This just in: Netflix
CEO Reed Hastings has pulled the plug on the only bad move he made all summer. The inexplicable separation between streaming church and DVD state would have made both services harder to use, and we're only using it at all because it's so darn handy. Take that away, and Netflix customers suddenly have near ly no incentive to stay, you know, Netflix customers.
"There is a difference between moving quickly -- which Netflix has done very well for years -- and moving too fast, which is what we did in this case," Hastings said in a press statement.
Hastings has come around to my point of view, which also seemed to be shared by hordes of relieved investors today, as Netflix shares jumped more than 11% in pre-market trading. Then shares collapsed throughout the day, though, down more than 3% in late trading. Ouch.
Still, management isn't tone-deaf to the wants and needs of its customers, as I had feared it was. Coinstar's
Now I'm just waiting for the higher revenues from the almost-separated services to translate into a significantly stronger streaming catalog. If you assume that every DVD customer opts for the low cost of a one-disc plan, that much-maligned guidance update translates into $864 million in domestic sales or a 12% jump from the preceding quarter. That could be a nice boost once Netflix has a full quarter of price changes in effect. A year ago, the second-to-third-quarter domestic revenue jump was just 6.3%.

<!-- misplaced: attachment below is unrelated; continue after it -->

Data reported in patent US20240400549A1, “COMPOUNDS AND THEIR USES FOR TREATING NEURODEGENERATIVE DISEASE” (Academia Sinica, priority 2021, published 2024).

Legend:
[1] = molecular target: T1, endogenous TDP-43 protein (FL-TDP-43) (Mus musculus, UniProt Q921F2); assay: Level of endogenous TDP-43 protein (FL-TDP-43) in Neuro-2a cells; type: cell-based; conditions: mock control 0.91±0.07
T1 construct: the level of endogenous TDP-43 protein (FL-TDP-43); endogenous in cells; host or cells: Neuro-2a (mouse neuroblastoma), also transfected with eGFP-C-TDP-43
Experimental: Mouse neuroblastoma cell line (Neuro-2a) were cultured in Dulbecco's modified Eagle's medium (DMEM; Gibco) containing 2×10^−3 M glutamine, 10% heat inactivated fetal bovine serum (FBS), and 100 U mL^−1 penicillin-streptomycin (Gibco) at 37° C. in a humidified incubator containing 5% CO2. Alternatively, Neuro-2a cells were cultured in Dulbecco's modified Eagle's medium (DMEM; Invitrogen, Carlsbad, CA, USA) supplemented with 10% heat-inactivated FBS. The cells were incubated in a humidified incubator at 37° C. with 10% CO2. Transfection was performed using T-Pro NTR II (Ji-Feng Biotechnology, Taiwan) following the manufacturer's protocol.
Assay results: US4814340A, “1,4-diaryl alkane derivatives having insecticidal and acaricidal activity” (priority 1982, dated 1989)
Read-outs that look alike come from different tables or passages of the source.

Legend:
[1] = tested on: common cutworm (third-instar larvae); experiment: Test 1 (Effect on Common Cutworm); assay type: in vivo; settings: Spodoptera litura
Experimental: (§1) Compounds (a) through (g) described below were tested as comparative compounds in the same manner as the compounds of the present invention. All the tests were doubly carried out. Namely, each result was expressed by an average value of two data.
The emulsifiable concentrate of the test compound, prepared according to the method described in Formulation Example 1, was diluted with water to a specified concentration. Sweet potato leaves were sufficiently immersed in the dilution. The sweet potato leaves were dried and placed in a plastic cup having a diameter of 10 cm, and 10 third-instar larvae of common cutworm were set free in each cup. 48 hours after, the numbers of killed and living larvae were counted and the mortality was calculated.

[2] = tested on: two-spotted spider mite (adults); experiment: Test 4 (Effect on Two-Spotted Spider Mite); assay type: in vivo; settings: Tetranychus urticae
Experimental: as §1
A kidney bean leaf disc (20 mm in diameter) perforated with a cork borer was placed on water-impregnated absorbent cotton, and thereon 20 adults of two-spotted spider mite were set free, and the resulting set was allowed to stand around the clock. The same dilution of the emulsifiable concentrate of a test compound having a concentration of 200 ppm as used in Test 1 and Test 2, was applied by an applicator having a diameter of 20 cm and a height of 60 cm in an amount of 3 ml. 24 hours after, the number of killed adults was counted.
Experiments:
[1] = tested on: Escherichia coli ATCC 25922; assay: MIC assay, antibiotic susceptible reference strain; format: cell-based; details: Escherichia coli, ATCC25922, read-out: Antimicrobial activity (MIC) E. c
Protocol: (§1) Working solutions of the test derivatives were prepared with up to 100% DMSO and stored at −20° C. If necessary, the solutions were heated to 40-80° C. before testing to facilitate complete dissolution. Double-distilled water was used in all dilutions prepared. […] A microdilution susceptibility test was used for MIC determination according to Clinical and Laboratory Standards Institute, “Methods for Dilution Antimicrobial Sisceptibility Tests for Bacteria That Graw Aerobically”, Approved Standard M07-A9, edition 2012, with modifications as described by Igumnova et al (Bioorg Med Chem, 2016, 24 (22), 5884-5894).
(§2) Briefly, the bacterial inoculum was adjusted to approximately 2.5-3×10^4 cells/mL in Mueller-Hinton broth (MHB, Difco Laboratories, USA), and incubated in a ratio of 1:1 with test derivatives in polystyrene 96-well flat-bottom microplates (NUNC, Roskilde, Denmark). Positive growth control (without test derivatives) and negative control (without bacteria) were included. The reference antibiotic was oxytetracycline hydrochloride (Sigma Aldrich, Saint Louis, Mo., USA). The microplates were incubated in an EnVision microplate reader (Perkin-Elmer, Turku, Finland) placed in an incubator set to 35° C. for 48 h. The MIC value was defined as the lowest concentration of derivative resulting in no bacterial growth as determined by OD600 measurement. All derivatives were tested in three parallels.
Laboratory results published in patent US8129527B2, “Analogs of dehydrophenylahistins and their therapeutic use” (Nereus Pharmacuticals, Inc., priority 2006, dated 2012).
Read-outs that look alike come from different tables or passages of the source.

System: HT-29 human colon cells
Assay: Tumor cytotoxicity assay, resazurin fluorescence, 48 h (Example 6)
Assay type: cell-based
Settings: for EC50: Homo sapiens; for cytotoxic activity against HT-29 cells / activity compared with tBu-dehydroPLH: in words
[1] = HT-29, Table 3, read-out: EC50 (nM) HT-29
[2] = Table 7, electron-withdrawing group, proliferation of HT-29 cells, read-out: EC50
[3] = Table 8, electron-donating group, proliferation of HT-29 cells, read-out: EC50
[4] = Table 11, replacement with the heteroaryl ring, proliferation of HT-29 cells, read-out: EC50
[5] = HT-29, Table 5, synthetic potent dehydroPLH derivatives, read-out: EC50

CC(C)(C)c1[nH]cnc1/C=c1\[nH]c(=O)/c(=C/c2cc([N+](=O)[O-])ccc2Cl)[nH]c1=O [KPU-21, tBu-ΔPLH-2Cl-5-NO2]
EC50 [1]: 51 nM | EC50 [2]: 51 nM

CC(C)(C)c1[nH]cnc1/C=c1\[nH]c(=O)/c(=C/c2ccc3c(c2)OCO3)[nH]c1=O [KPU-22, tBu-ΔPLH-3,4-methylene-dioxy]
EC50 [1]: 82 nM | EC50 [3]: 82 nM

This makes Netflix a solid buy in my book again. But to earn a spot in the screaming-buy category right next to wildly undervalued camera chip maker OmniVision Technologies, Hastings still has more work to do. He's lost some of my trust, which is an absolutely essential part of any company's real value. To see what Hastings does or doesn't do to renew that trust, you should add Netflix to your Foolish watchlist. Get started, and then soak in all the news and Foolish analysis you can handle on Netflix -- or any other stock you choose.